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Entrepreneur Plus - Short White
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The State of Small-Business Funding From banks to VCs, there's plenty of cash out there for entrepreneurs. But that doesn't mean the road to finding financing has gotten any shorter or smoother.

By Mark Henricks

Opinions expressed by Entrepreneur contributors are their own.

Bige Doruk founded Gaia Power Technologies Inc. at a doubly good time. Interest in energy storage and management products has soared in step with record-high oil prices. And opportunities to finance the growth of her New York City company, which manufactures devices to help businesses attain reliable backup power and reduce overall energy costs, have rarely been better. At 4 years old, the company has secured a total of $4 million from three separate financings involving a combination of angel and VC equity investments, a bank loan, and a grant from a state-government-backed research fund.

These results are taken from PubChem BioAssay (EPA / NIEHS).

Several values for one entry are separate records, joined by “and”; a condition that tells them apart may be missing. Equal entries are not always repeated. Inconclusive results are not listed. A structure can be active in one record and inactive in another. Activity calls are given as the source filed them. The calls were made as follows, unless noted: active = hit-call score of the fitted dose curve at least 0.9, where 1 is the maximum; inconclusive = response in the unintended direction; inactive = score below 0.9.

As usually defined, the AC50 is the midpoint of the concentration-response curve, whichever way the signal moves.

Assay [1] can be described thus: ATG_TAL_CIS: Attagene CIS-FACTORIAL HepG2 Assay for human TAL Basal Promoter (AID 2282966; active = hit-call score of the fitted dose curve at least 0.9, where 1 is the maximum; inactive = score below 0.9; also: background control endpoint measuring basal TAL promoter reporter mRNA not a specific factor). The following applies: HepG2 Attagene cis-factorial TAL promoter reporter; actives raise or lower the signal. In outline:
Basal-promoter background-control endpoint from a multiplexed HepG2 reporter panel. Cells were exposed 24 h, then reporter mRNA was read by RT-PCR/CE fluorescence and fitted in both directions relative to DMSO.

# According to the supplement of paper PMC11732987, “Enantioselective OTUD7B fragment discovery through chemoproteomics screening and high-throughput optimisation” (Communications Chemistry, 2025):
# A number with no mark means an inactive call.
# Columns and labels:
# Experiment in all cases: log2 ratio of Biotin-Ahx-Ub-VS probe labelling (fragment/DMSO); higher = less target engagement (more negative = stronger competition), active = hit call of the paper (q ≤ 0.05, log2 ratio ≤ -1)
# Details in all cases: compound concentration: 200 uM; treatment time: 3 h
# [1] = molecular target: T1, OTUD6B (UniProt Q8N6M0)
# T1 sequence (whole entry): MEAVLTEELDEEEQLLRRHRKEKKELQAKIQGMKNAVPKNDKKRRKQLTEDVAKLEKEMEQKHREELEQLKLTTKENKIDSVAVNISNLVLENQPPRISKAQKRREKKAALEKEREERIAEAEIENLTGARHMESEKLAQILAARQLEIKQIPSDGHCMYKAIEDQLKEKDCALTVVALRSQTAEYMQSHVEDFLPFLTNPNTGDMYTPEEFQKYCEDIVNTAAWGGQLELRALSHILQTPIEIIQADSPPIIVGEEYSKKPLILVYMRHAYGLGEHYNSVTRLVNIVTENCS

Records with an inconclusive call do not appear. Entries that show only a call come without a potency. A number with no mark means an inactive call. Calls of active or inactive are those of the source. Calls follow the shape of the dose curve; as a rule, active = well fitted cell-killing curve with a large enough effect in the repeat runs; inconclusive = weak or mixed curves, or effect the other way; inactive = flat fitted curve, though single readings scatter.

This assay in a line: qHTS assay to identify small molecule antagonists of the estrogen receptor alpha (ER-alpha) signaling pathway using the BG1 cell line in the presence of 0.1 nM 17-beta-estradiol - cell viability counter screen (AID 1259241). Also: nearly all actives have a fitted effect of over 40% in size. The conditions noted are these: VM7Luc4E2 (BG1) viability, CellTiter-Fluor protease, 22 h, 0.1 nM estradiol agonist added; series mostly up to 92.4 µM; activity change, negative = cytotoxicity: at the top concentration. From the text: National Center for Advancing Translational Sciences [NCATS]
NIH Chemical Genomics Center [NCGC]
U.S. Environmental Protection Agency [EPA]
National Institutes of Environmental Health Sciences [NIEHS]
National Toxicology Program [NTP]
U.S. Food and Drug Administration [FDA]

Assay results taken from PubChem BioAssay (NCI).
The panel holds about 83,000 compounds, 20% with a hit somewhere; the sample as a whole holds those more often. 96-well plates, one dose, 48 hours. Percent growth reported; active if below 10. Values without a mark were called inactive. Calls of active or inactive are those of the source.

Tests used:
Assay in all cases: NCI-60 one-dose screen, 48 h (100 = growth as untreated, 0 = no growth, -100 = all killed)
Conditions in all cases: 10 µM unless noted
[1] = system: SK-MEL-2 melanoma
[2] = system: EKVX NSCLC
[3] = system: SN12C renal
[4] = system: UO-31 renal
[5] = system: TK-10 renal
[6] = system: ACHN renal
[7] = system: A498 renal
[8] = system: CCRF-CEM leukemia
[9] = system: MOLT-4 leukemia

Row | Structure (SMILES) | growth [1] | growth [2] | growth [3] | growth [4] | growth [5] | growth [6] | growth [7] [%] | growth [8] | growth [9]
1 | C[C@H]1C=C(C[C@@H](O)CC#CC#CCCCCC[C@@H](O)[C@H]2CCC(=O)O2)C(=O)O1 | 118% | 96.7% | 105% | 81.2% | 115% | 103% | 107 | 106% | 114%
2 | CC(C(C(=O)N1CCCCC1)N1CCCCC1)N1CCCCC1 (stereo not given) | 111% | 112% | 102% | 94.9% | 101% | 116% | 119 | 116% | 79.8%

Gaia's financing run began in 2003 with a $1.5 million product-development grant from the New York State Energy Research and Development Authority. The next year, a $250,000 loan from a consortium of large banks called the New York Community Investment Co. helped complete the product development effort. Last summer, a group of VCs and angels made a $2.25 million equity investment in the $3 million firm to expand operations and marketing. "It's been great for us," Gaia's 38-year-old CEO says. "We didn't have to tap into the capital market and give up equity without having a product and a market."

Cash Craze
From banks to VCs, financiers brim with funds, and investors are just short of frantic to put their money to work. "It's amazing the amount of cash that's out there," says Jim Ellis, a management lecturer at Stanford University's graduate business school who says lenders are willing to fork over "imprudent amounts" of capital. "We're looking in the rearview mirror and can't remember a debt market like this."

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